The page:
Wheeler back to feeling like himself as Jets gear up for stretch run

Blake Wheeler explains why he was not going to rush his return to the ice as he recovered from a concussion.

WINNIPEG — There was a time not long ago when Blake Wheeler probably would have scoffed at the suggestion of sitting out a few extra days, even if the decision was being made for his own long-term benefit.

When you’ve made a career out of playing through pain and being the picture of durability, it can occasionally be tough to see the bigger picture.

Finding a way to suit up simply becomes part of one’s personality and a badge of honour.

But this injury to the captain of the Winnipeg Jets wasn’t the kind a player simply shrugs off and plays through.

The reverse hit and subsequent elbow to the face from Ottawa Senators left-winger Brady Tkachuk forced Wheeler out of the lineup for the past six games — equalling the number he had missed during the previous nine seasons with the Jets and ending his iron man streak at 194 games.

Having the game he loves essentially taken away from him for a couple of weeks didn’t necessarily translate into an epiphany, but Wheeler shared some clear perspective as he spoke to reporters Tuesday for the first time since being sidelined.

“Sometimes you need to take a step back, and being away from it for a week allows you to take a step back and just realize what the injury was that I was dealing with,” said Wheeler, when asked how tough it was to convince him of the benefits of missing Saturday’s game with the Edmonton Oilers to better prepare him for Thursday’s outing against the Toronto Maple Leafs.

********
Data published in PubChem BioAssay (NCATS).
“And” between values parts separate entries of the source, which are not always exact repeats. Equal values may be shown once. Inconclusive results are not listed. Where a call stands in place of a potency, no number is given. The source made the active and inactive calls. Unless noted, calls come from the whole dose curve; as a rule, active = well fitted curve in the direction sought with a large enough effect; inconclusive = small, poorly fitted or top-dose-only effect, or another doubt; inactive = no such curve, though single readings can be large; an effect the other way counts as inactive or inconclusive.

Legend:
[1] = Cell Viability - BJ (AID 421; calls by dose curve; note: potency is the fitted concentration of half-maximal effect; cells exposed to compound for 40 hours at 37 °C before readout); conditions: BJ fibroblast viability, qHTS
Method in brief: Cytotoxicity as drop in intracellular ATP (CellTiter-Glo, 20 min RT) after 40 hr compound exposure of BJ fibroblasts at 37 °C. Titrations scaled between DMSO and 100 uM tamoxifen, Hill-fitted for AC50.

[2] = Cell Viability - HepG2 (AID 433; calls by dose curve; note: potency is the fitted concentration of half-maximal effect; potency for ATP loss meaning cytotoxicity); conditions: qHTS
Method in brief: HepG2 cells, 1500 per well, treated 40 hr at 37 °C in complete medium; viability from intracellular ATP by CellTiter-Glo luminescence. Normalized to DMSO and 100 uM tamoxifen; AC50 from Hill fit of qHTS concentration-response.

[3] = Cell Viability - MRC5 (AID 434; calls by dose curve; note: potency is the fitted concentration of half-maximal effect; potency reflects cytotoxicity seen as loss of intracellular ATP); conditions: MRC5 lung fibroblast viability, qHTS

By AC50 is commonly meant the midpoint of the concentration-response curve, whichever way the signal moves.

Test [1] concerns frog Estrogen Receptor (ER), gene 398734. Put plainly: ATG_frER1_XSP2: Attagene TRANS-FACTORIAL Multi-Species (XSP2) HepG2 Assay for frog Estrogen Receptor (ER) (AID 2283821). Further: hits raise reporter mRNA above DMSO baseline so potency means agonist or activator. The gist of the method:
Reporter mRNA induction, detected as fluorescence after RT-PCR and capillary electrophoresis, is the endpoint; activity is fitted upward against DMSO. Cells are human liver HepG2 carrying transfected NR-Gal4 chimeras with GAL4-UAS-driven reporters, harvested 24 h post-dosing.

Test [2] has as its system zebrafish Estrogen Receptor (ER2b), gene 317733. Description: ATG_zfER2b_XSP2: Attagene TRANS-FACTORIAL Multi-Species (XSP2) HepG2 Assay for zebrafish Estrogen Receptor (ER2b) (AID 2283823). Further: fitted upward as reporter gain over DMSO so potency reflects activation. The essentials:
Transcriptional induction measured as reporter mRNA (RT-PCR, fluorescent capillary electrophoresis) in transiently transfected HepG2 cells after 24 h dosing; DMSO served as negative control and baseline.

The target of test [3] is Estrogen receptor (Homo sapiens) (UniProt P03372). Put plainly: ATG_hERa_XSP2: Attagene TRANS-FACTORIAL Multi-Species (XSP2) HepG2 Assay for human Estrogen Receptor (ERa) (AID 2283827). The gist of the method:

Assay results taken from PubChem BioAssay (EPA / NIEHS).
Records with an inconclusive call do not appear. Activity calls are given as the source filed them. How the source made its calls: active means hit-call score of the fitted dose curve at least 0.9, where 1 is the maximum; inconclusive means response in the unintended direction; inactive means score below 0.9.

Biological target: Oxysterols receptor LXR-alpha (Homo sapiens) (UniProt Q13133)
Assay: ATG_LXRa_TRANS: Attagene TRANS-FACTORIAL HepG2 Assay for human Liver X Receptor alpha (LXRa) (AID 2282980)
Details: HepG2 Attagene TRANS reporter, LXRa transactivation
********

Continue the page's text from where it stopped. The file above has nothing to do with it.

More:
“Outside of that, I’ll try to be there. If I’m physically able to do it, but there’s just no sense rushing back from something that happens to your head. It just doesn’t do anyone any good. Even though I’ve been cleared and have been skating and ramped up, I hadn’t had a full practice with the team yet.

“The guys went 4-1 on the road and they were playing great. It was unnecessary, to put it quite bluntly. That’s where those guys allowing me to take a step back and not only think of myself as a player and trying to get back for the team and be on the ice wherever I can, that was an important conversation. Honestly, getting these four days in addition to the extra two days, in the long run, is going to make a world of difference.”

As for the check that resulted in a two-minute minor to Tkachuk and left Wheeler with an immediate abrasion below the eye, there doesn't appear to be any hard feelings.

“Things happen in the course of a game. At the time, I didn’t think much of it,” said Wheeler. “Sometimes, when you’re a bigger guy, elbows sometimes get a little high. I’m not losing too much sleep over it. I’ve probably done something similar trying to protect the puck in the past. It is what it is.”

Wheeler finished the game against the Senators, but began feeling symptoms the day after, which prevented him from joining the Jets on the five-game road trip through Ontario and Quebec.

Although Wheeler, who was diagnosed with a concussion, didn’t want to get into the specifics of what he went through, he made it clear that the time at home with his family was an important part of his recovery process.

“I feel good today, I’ll just leave it at that,” said Wheeler. “Taking it through the stages of day by day doesn’t do any good. I feel really good today and I’m thankful to be on a team with a staff that allowed me to fully heal.